By Christina Pazzanese
Boston – Sanction motions and awards for e-discovery violations across the country have climbed dramatically in recent years and have now hit “historic highs,” according to a study published in the Duke Law Journal.
The study identified 401 cases filed in federal court before Jan. 1, 2010, with written opinions involving sanction motions or sanction awards. It found that not only have e-discovery sanction cases climbed annually since 1981, the increase in both sanction motions and awards since 2004 has been “significant.”
In 2009, there were more sanction cases (97) and more sanction awards (46) than in any previous year.
Lawyers say the study, the most comprehensive effort they have seen attempt to quantify trends in what is a rapidly expanding and increasingly complicated area of litigation, confirms much of what they have witnessed in their own practices.
“E-discovery is a big issue, it’s an enormous undertaking and it’s incredibly expensive,” said John A. Tarantino of Adler, Pollock & Sheehan in Providence, R.I. “Even if you proceed in good faith, you still can have problems.”
Violations prompting the most sanctions were a failure to preserve evidence, which was cited in 131 of the 230 cases in which sanctions were handed out, followed by a failure to produce evidence, cited in 73 cases.
Sanctions included dismissal and default, as well as adverse jury instructions and monetary awards that ranged from $250 to $8.8 million.
Sanctions against counsel, however, remain rare, the study found.
Timothy J. Dacey III, a veteran business litigator at Goulston & Storrs in Boston, said e-discovery violations and sanctions have become an especially hot topic in the federal courts where high-stakes disputes involving parties that generate and retain more discoverable information – who also have the resources to pursue them from others – tend to play out.
The federal courts have also generated more trailblazing cases, such as the decision from 2003’s Zubulake v. UBS Warburg, that raised awareness among lawyers of the scope of their e-discovery obligations, as well as the pitfalls and potential for abuse, Dacey said.
And a December 2006 amendment to Rule 37(e) of the Federal Rules of Civil Procedure, designed to provide lawyers safe harbor against some sanctions, includes terms like “good faith” and “reasonable effort,” which have led to some confusion and disagreement over what is required to comply with the rule, Dacey said.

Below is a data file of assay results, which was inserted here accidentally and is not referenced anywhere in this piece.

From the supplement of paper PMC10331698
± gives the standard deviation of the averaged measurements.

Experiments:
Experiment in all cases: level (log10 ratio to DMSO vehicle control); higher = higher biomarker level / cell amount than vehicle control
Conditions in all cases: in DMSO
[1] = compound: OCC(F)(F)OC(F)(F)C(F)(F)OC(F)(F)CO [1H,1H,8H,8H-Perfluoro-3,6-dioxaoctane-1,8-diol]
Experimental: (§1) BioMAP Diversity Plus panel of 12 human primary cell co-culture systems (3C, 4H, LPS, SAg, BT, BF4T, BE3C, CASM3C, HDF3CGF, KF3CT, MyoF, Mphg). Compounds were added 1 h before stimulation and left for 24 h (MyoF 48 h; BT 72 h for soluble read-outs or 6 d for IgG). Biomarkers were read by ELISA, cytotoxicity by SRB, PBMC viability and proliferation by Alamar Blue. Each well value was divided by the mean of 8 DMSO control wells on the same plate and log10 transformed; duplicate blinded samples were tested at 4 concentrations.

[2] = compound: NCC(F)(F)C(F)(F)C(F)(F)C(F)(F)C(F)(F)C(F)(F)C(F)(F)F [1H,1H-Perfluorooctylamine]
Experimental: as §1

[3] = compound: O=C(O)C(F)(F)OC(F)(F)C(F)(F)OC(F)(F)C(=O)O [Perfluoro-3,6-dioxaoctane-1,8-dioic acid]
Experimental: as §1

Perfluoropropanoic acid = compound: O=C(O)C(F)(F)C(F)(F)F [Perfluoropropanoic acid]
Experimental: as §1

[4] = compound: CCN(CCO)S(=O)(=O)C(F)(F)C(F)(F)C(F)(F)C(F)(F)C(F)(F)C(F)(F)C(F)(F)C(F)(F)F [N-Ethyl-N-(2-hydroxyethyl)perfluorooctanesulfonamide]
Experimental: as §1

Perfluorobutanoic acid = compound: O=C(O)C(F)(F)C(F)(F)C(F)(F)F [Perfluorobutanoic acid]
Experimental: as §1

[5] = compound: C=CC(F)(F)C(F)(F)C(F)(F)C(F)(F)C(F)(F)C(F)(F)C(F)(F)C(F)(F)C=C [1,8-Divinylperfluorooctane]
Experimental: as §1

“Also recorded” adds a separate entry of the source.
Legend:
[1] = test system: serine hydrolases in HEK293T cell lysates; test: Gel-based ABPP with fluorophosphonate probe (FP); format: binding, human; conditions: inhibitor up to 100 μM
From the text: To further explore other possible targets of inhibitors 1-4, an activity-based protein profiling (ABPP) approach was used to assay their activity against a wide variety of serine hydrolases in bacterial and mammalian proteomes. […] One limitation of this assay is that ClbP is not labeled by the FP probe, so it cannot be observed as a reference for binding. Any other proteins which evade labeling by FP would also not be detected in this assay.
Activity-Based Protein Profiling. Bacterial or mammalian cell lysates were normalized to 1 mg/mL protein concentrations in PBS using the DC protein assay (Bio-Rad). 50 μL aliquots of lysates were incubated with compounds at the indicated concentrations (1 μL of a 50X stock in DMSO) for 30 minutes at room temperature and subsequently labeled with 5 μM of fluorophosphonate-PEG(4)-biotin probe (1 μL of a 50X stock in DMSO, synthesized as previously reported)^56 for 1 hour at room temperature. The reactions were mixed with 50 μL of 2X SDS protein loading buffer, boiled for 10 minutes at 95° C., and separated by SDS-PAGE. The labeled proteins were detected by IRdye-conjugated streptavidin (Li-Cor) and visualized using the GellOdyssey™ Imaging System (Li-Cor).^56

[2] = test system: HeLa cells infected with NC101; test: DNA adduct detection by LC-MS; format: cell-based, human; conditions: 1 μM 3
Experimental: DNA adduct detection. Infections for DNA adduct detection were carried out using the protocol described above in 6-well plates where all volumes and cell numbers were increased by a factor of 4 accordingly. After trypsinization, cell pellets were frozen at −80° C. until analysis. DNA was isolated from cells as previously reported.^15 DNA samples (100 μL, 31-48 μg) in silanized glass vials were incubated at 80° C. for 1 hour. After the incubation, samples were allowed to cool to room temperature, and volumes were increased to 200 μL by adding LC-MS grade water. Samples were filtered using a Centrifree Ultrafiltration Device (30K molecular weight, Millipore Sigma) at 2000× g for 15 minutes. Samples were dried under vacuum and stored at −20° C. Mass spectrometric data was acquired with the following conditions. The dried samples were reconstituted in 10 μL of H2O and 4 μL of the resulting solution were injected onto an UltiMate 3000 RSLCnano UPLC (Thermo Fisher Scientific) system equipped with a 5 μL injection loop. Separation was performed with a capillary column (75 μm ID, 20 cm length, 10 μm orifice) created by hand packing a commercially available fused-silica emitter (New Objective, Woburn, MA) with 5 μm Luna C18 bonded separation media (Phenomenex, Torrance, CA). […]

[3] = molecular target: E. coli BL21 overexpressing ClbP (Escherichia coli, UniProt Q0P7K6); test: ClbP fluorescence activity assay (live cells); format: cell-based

Rule 37(e) of the Federal Rules of Civil Procedure – which provides “[a]bsent exceptional circumstances, a court may not impose sanctions under these rules on a party for failing to provide electronically stored information lost as a result of the routine, good faith operation of an electronic information system” – was the most commonly cited rule in the cases studied.
Adler Pollock’s Tarantino said the 2006 rule change has not turned out to be the safe harbor some thought, perhaps contributing to the spike in sanctions.
“A lot of folks may have misread or misunderstood the rule,” he said. “It’s a boat slip, not a harbor.”
Despite the overall uptick in sanctions, those specifically against counsel are still rare and prompted by repeated misconduct, according to the study.
Of the 401 cases studied, only 30 counsel sanctions were handed out and only 25 of those were issued specific awards; the other five were deferred. Sanctions against counsel were considered in seven additional cases, but were ultimately not handed out.
“I think sanctioning lawyers is often only the last resort of a court,” said Stephen D. Riden of Beck, Reed, Riden in Boston. “Courts will typically give lawyers the benefit of the doubt, especially with a large volume of data that’s hard to wrap your arms around.”
Unless the conduct is egregious and opposing counsel offers a “slam-dunk argument,” judges will look for other ways to punish violations, he said.
The article is “Sanctions for E-discovery Violations: By the Numbers” by Dan H. Willoughby Jr., Rose Hunter Jones and Gregory R. Antine, 60 Duke L.J. 789.